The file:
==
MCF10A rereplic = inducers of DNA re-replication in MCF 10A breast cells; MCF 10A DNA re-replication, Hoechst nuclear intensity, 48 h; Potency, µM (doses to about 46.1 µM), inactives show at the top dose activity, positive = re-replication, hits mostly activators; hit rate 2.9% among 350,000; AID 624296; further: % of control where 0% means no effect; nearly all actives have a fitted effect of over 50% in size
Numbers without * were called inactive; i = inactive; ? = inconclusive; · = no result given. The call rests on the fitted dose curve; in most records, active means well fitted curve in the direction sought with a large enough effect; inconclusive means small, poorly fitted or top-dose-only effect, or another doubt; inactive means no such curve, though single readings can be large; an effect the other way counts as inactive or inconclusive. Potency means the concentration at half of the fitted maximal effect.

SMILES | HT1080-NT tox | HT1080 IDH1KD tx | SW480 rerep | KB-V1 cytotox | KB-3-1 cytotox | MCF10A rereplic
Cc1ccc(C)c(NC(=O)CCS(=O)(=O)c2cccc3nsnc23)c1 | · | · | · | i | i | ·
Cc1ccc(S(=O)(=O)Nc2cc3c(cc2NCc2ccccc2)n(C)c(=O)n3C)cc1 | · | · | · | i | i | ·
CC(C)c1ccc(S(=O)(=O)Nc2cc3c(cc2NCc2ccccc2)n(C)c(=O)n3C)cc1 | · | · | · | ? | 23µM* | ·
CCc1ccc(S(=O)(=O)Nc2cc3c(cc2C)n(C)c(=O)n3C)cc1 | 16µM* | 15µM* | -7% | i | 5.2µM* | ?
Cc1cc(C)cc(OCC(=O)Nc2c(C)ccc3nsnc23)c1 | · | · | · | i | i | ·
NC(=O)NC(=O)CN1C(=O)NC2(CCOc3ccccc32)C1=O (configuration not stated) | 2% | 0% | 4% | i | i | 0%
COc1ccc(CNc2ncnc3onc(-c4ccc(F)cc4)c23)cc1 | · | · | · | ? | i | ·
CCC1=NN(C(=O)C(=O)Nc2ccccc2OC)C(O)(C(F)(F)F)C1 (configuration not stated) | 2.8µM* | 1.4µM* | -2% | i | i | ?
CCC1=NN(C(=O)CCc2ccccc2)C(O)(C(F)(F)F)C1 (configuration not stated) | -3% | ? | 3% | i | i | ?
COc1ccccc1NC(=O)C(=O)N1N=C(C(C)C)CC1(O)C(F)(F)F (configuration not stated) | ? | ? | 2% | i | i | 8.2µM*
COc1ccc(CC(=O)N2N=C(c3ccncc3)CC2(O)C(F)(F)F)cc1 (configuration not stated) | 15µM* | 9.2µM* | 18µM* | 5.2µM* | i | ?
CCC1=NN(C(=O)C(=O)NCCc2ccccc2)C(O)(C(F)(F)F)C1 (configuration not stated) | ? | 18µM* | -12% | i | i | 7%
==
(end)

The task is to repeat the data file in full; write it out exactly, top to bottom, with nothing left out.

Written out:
MCF10A rereplic = inducers of DNA re-replication in MCF 10A breast cells; MCF 10A DNA re-replication, Hoechst nuclear intensity, 48 h; Potency, µM (doses to about 46.1 µM), inactives show at the top dose activity, positive = re-replication, hits mostly activators; hit rate 2.9% among 350,000; AID 624296; further: % of control where 0% means no effect; nearly all actives have a fitted effect of over 50% in size
Numbers without * were called inactive; i = inactive; ? = inconclusive; · = no result given. The call rests on the fitted dose curve; in most records, active means well fitted curve in the direction sought with a large enough effect; inconclusive means small, poorly fitted or top-dose-only effect, or another doubt; inactive means no such curve, though single readings can be large; an effect the other way counts as inactive or inconclusive. Potency means the concentration at half of the fitted maximal effect.

SMILES | HT1080-NT tox | HT1080 IDH1KD tx | SW480 rerep | KB-V1 cytotox | KB-3-1 cytotox | MCF10A rereplic
Cc1ccc(C)c(NC(=O)CCS(=O)(=O)c2cccc3nsnc23)c1 | · | · | · | i | i | ·
Cc1ccc(S(=O)(=O)Nc2cc3c(cc2NCc2ccccc2)n(C)c(=O)n3C)cc1 | · | · | · | i | i | ·
CC(C)c1ccc(S(=O)(=O)Nc2cc3c(cc2NCc2ccccc2)n(C)c(=O)n3C)cc1 | · | · | · | ? | 23µM* | ·
CCc1ccc(S(=O)(=O)Nc2cc3c(cc2C)n(C)c(=O)n3C)cc1 | 16µM* | 15µM* | -7% | i | 5.2µM* | ?
Cc1cc(C)cc(OCC(=O)Nc2c(C)ccc3nsnc23)c1 | · | · | · | i | i | ·
NC(=O)NC(=O)CN1C(=O)NC2(CCOc3ccccc32)C1=O (configuration not stated) | 2% | 0% | 4% | i | i | 0%
COc1ccc(CNc2ncnc3onc(-c4ccc(F)cc4)c23)cc1 | · | · | · | ? | i | ·
CCC1=NN(C(=O)C(=O)Nc2ccccc2OC)C(O)(C(F)(F)F)C1 (configuration not stated) | 2.8µM* | 1.4µM* | -2% | i | i | ?
CCC1=NN(C(=O)CCc2ccccc2)C(O)(C(F)(F)F)C1 (configuration not stated) | -3% | ? | 3% | i | i | ?
COc1ccccc1NC(=O)C(=O)N1N=C(C(C)C)CC1(O)C(F)(F)F (configuration not stated) | ? | ? | 2% | i | i | 8.2µM*
COc1ccc(CC(=O)N2N=C(c3ccncc3)CC2(O)C(F)(F)F)cc1 (configuration not stated) | 15µM* | 9.2µM* | 18µM* | 5.2µM* | i | ?
CCC1=NN(C(=O)C(=O)NCCc2ccccc2)C(O)(C(F)(F)F)C1 (configuration not stated) | ? | 18µM* | -12% | i | i | 7%